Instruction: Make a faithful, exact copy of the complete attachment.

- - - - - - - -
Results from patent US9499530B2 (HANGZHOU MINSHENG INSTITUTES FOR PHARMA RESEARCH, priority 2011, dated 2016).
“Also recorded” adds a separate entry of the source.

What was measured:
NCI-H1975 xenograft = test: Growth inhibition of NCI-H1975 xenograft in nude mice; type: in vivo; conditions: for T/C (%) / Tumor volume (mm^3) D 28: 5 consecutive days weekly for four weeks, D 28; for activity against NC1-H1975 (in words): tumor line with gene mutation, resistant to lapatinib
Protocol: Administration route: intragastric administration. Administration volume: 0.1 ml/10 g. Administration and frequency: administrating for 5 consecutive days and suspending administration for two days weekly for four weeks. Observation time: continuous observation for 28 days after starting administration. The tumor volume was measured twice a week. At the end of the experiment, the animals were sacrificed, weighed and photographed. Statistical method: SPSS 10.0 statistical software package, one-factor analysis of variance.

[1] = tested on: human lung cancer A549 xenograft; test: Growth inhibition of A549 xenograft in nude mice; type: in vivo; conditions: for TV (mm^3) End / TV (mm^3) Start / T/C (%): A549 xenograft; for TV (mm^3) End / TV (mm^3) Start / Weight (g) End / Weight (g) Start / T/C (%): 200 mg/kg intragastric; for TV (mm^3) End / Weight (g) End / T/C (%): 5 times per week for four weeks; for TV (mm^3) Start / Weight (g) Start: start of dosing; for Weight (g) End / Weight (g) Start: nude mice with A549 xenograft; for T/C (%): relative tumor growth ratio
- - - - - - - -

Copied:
Results from patent US9499530B2 (HANGZHOU MINSHENG INSTITUTES FOR PHARMA RESEARCH, priority 2011, dated 2016).
“Also recorded” adds a separate entry of the source.

What was measured:
NCI-H1975 xenograft = test: Growth inhibition of NCI-H1975 xenograft in nude mice; type: in vivo; conditions: for T/C (%) / Tumor volume (mm^3) D 28: 5 consecutive days weekly for four weeks, D 28; for activity against NC1-H1975 (in words): tumor line with gene mutation, resistant to lapatinib
Protocol: Administration route: intragastric administration. Administration volume: 0.1 ml/10 g. Administration and frequency: administrating for 5 consecutive days and suspending administration for two days weekly for four weeks. Observation time: continuous observation for 28 days after starting administration. The tumor volume was measured twice a week. At the end of the experiment, the animals were sacrificed, weighed and photographed. Statistical method: SPSS 10.0 statistical software package, one-factor analysis of variance.

[1] = tested on: human lung cancer A549 xenograft; test: Growth inhibition of A549 xenograft in nude mice; type: in vivo; conditions: for TV (mm^3) End / TV (mm^3) Start / T/C (%): A549 xenograft; for TV (mm^3) End / TV (mm^3) Start / Weight (g) End / Weight (g) Start / T/C (%): 200 mg/kg intragastric; for TV (mm^3) End / Weight (g) End / T/C (%): 5 times per week for four weeks; for TV (mm^3) Start / Weight (g) Start: start of dosing; for Weight (g) End / Weight (g) Start: nude mice with A549 xenograft; for T/C (%): relative tumor growth ratio